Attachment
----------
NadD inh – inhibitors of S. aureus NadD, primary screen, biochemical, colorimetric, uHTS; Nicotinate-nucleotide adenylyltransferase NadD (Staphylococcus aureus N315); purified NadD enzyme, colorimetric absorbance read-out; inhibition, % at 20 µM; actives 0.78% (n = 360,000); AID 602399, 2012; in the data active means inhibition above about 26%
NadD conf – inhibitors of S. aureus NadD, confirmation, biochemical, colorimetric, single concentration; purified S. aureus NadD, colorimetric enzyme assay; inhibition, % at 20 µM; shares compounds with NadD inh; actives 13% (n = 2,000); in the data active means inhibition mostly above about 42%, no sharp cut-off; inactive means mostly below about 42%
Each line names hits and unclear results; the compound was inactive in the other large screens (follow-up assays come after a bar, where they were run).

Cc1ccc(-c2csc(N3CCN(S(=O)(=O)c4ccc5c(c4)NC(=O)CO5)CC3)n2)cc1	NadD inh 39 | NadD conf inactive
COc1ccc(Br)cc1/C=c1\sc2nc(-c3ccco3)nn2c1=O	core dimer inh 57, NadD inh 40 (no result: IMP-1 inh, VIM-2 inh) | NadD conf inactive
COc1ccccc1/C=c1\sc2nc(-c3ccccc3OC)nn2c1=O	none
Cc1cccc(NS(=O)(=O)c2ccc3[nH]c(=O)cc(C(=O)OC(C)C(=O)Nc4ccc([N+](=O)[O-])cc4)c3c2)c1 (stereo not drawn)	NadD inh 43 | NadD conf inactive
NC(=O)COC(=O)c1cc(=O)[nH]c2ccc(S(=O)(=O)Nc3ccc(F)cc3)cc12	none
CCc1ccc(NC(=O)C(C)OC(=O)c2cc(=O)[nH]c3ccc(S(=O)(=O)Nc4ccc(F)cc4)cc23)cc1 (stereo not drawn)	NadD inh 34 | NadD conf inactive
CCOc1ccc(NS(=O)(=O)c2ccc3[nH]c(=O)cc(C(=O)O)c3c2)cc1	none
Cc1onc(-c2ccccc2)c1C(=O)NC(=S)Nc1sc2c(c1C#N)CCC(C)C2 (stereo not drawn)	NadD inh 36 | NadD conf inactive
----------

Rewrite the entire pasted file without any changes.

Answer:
NadD inh – inhibitors of S. aureus NadD, primary screen, biochemical, colorimetric, uHTS; Nicotinate-nucleotide adenylyltransferase NadD (Staphylococcus aureus N315); purified NadD enzyme, colorimetric absorbance read-out; inhibition, % at 20 µM; actives 0.78% (n = 360,000); AID 602399, 2012; in the data active means inhibition above about 26%
NadD conf – inhibitors of S. aureus NadD, confirmation, biochemical, colorimetric, single concentration; purified S. aureus NadD, colorimetric enzyme assay; inhibition, % at 20 µM; shares compounds with NadD inh; actives 13% (n = 2,000); in the data active means inhibition mostly above about 42%, no sharp cut-off; inactive means mostly below about 42%
Each line names hits and unclear results; the compound was inactive in the other large screens (follow-up assays come after a bar, where they were run).

Cc1ccc(-c2csc(N3CCN(S(=O)(=O)c4ccc5c(c4)NC(=O)CO5)CC3)n2)cc1	NadD inh 39 | NadD conf inactive
COc1ccc(Br)cc1/C=c1\sc2nc(-c3ccco3)nn2c1=O	core dimer inh 57, NadD inh 40 (no result: IMP-1 inh, VIM-2 inh) | NadD conf inactive
COc1ccccc1/C=c1\sc2nc(-c3ccccc3OC)nn2c1=O	none
Cc1cccc(NS(=O)(=O)c2ccc3[nH]c(=O)cc(C(=O)OC(C)C(=O)Nc4ccc([N+](=O)[O-])cc4)c3c2)c1 (stereo not drawn)	NadD inh 43 | NadD conf inactive
NC(=O)COC(=O)c1cc(=O)[nH]c2ccc(S(=O)(=O)Nc3ccc(F)cc3)cc12	none
CCc1ccc(NC(=O)C(C)OC(=O)c2cc(=O)[nH]c3ccc(S(=O)(=O)Nc4ccc(F)cc4)cc23)cc1 (stereo not drawn)	NadD inh 34 | NadD conf inactive
CCOc1ccc(NS(=O)(=O)c2ccc3[nH]c(=O)cc(C(=O)O)c3c2)cc1	none
Cc1onc(-c2ccccc2)c1C(=O)NC(=S)Nc1sc2c(c1C#N)CCC(C)C2 (stereo not drawn)	NadD inh 36 | NadD conf inactive